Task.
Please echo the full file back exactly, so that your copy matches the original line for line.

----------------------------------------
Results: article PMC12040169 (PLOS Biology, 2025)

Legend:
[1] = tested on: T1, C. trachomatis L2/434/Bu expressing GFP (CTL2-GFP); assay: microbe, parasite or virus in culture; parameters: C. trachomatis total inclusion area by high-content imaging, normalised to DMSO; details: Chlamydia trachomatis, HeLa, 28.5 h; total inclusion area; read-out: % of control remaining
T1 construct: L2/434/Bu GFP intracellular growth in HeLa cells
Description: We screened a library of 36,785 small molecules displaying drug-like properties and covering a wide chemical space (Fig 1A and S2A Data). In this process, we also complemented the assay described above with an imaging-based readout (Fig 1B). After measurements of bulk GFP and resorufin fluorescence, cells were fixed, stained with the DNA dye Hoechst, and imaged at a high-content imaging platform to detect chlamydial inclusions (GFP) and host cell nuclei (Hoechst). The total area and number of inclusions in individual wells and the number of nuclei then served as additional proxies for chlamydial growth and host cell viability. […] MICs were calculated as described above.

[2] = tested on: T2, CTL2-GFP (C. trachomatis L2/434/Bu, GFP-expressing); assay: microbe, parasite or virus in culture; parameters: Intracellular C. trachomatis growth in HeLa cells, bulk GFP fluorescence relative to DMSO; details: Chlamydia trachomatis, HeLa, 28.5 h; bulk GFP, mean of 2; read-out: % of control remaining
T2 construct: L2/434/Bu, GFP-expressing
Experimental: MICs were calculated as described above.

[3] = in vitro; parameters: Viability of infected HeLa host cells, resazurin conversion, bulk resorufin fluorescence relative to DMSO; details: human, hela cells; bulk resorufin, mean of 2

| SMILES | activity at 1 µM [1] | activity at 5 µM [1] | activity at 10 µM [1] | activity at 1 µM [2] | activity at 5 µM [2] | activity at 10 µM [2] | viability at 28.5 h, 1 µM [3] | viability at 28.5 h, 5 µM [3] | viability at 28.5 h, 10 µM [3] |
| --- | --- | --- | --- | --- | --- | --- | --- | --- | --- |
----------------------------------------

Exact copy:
Results: article PMC12040169 (PLOS Biology, 2025)

Legend:
[1] = tested on: T1, C. trachomatis L2/434/Bu expressing GFP (CTL2-GFP); assay: microbe, parasite or virus in culture; parameters: C. trachomatis total inclusion area by high-content imaging, normalised to DMSO; details: Chlamydia trachomatis, HeLa, 28.5 h; total inclusion area; read-out: % of control remaining
T1 construct: L2/434/Bu GFP intracellular growth in HeLa cells
Description: We screened a library of 36,785 small molecules displaying drug-like properties and covering a wide chemical space (Fig 1A and S2A Data). In this process, we also complemented the assay described above with an imaging-based readout (Fig 1B). After measurements of bulk GFP and resorufin fluorescence, cells were fixed, stained with the DNA dye Hoechst, and imaged at a high-content imaging platform to detect chlamydial inclusions (GFP) and host cell nuclei (Hoechst). The total area and number of inclusions in individual wells and the number of nuclei then served as additional proxies for chlamydial growth and host cell viability. […] MICs were calculated as described above.

[2] = tested on: T2, CTL2-GFP (C. trachomatis L2/434/Bu, GFP-expressing); assay: microbe, parasite or virus in culture; parameters: Intracellular C. trachomatis growth in HeLa cells, bulk GFP fluorescence relative to DMSO; details: Chlamydia trachomatis, HeLa, 28.5 h; bulk GFP, mean of 2; read-out: % of control remaining
T2 construct: L2/434/Bu, GFP-expressing
Experimental: MICs were calculated as described above.

[3] = in vitro; parameters: Viability of infected HeLa host cells, resazurin conversion, bulk resorufin fluorescence relative to DMSO; details: human, hela cells; bulk resorufin, mean of 2

| SMILES | activity at 1 µM [1] | activity at 5 µM [1] | activity at 10 µM [1] | activity at 1 µM [2] | activity at 5 µM [2] | activity at 10 µM [2] | viability at 28.5 h, 1 µM [3] | viability at 28.5 h, 5 µM [3] | viability at 28.5 h, 10 µM [3] |
| --- | --- | --- | --- | --- | --- | --- | --- | --- | --- |